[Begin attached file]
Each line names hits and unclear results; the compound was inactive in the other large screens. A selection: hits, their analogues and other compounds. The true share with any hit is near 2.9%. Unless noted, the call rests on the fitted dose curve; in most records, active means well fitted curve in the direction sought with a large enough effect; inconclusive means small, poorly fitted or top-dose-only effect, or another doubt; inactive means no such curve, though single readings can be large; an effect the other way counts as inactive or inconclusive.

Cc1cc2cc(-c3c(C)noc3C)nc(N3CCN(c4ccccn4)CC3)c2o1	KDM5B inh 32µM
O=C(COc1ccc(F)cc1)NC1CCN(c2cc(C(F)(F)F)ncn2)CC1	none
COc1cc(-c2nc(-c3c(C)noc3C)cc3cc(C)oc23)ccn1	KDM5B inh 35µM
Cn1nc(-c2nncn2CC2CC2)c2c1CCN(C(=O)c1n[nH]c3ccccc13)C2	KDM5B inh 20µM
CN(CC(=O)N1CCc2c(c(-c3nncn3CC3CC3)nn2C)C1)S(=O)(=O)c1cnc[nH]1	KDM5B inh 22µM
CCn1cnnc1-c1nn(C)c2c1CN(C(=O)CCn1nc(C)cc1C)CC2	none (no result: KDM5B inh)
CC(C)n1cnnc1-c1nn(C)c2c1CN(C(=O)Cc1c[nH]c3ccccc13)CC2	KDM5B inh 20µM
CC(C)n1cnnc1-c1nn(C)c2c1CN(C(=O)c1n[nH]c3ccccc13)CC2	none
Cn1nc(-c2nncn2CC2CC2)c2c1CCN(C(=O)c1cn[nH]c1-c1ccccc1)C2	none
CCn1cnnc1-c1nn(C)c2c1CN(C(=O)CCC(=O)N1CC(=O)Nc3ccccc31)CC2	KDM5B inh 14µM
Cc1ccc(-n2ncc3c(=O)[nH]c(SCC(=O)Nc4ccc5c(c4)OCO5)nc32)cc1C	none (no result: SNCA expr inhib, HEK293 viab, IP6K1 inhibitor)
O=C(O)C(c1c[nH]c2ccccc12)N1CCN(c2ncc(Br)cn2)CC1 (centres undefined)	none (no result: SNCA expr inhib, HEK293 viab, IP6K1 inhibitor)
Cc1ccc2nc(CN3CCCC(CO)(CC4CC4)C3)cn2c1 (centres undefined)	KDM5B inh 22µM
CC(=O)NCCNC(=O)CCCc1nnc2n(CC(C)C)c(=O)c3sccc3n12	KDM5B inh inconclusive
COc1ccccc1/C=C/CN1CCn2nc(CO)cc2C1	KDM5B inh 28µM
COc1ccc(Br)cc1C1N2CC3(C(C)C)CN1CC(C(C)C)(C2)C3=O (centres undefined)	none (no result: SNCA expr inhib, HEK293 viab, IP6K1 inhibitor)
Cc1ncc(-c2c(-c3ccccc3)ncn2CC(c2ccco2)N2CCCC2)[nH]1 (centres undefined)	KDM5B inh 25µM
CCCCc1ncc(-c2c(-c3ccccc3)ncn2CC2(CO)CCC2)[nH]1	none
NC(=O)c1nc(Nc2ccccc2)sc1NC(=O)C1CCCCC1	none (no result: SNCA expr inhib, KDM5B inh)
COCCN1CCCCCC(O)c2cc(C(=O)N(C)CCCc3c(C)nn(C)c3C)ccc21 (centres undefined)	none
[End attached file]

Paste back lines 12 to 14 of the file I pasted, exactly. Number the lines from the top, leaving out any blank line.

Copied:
Cc1ccc(-n2ncc3c(=O)[nH]c(SCC(=O)Nc4ccc5c(c4)OCO5)nc32)cc1C	none (no result: SNCA expr inhib, HEK293 viab, IP6K1 inhibitor)
O=C(O)C(c1c[nH]c2ccccc12)N1CCN(c2ncc(Br)cn2)CC1 (centres undefined)	none (no result: SNCA expr inhib, HEK293 viab, IP6K1 inhibitor)
Cc1ccc2nc(CN3CCCC(CO)(CC4CC4)C3)cn2c1 (centres undefined)	KDM5B inh 22µM